23 January 2016
Modern air-to-air warfare is often – and correctly – understood as the exchange of air-to-air missiles (AAM) between fighter aircraft. However, it is much more than that; in fact, the act of firing an AAM is the culmination of a series of events involving many other systems. These systems include capable onboard and off-board sensors, tactical datalink connectivity, and the AAMs themselves. When working in harmony with one another, these systems afford modern day air forces and naval air arms a credible opportunity at intercepting enemy aircraft and, in the process, acquire air superiority.
Quwa takes a look at each of these systems. These pieces are not exhaustive resources on the subject, but they should offer readers a workable understanding of the topic.
For readers with a desire to have a thorough understanding, especially from a technical standpoint, then it would be advisable to consult more in-depth resources.
Helmet Mounted Display and Sight
Helmet mounted display and sight (HMD/S) systems are an increasingly common addition to the cockpits of modern fighter aircraft. The most basic function of an HMD/S system is to ‘slave’ the heat-seeker of a high-off-boresight (HOBS) within-visual-range air-to-air missile (WVRAAM) to the pilot’s naked eye. In other words, the pilot can acquire a lock of a target by literally being able to bring the target to his or her sight. The advantage of this capability stems from the fact the time and effort required to track and engage a target is significantly reduced, especially in a close quarters dogfight where considerable effort is exerted in maneuvering one’s aircraft into a position of being able to lock and engage a target.
The concept was first implemented in the mid-1970s through the induction of comparatively rudimentary helmet mounted sight (HMS) systems. However, the utility of these systems was marginal, and with the later induction of highly capable multi-mode radars (which could track and engage targets), HMS systems had become redundant in the 1980s. By the 2000s, advances in electronics across a range of applications, such as electronic warfare (EW), seeker technology and miniaturized computing had enabled HMS concepts to make a strong resurgence.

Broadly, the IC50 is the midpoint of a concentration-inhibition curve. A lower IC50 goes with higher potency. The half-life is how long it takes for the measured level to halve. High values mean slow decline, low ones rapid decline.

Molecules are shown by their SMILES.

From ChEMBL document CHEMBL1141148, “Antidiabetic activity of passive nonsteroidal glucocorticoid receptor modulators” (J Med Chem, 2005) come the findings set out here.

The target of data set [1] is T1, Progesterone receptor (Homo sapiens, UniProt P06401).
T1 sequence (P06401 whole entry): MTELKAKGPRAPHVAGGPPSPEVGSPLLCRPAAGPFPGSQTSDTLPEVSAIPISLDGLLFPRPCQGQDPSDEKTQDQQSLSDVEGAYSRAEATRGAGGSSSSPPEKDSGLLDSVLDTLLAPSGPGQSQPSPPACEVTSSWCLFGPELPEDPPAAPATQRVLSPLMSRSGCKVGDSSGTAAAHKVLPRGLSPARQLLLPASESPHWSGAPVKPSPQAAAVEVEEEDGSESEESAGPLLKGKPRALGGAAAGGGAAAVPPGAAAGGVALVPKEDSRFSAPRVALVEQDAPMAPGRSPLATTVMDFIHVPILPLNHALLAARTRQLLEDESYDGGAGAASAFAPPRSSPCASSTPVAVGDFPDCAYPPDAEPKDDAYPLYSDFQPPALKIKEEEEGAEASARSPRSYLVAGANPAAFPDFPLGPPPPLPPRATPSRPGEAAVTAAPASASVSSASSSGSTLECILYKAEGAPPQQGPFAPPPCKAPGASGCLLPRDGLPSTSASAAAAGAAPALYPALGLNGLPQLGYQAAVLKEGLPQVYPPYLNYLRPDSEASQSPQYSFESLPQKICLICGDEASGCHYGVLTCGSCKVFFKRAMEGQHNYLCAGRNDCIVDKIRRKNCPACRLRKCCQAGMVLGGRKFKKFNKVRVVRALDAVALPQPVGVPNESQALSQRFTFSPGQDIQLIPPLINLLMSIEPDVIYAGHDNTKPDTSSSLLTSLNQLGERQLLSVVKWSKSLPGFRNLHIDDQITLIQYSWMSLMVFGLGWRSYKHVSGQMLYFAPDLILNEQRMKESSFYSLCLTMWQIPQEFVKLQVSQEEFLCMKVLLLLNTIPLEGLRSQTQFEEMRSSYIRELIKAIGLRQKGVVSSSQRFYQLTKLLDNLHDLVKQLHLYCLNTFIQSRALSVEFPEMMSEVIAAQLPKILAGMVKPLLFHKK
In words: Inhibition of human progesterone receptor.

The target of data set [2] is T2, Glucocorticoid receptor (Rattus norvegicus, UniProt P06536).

The increased effectiveness of EW technology in mitigating the effectiveness of radar usage (by jamming it or using it as a means to expose a target’s presence) made ‘passive’ sensor concepts such as HMS and infrared search and track (IRST) particularly important areas of development. A fighter equipped with HMD/S and IRST could allow a pilot in certain situations (such as close quarter dogfights) to engage enemy air threats without having to depend on his or her own radar, which in turn would enable the fighter to keep its electromagnetic “noise” low, thereby reducing the risk of alerting an enemy’s radar warning receiver (RWR).
Seeker technology has also improved significantly since the 1970s. The HOBS seekers in fourth and fifth-generation WVRAAMs, such as the Denel Dynamics/Mectron A-Darter, are capable of detecting targets from very wide angles. In practical terms, the pilot could literally be looking at the target in near parallel to his or her own aircraft, and fire at it with an A-Darter. The A-Darter itself is a highly agile heat-seeking (i.e. it uses an imaging infrared or IIR seeker) missile, which makes it a fairly difficult object to intercept or stop when engaged. When paired with a passive and flexible tracking system such as an HMD/S, even the most affordable and minimally capable fighter aircraft could become a credible threat.
Thanks to advances in digital optics and processing technology, HMD/S systems are evolving into more than simply headgear for air-to-air combat. Up and coming solutions such as the Joint Helmet Mounted Cueing System II (JHMCS II – a development of the existing JHMCS) can double as a “virtual HUD [heads-up display]”, feeding important flight information directly to the pilot. It can also present the pilot with feeds from electro-optical (EO) and forward-looking infrared (FLIR) sensors, which could increase the pilot’s situational awareness of the situation on the ground.
While weight, size and costs are issues of concern, advances in the underlying technology and increasingly widespread adoption, including even consumer industries (e.g. virtual reality headsets), is making HMD/S technology an increasingly feasible and affordable solution, and that too with significant tactical gains.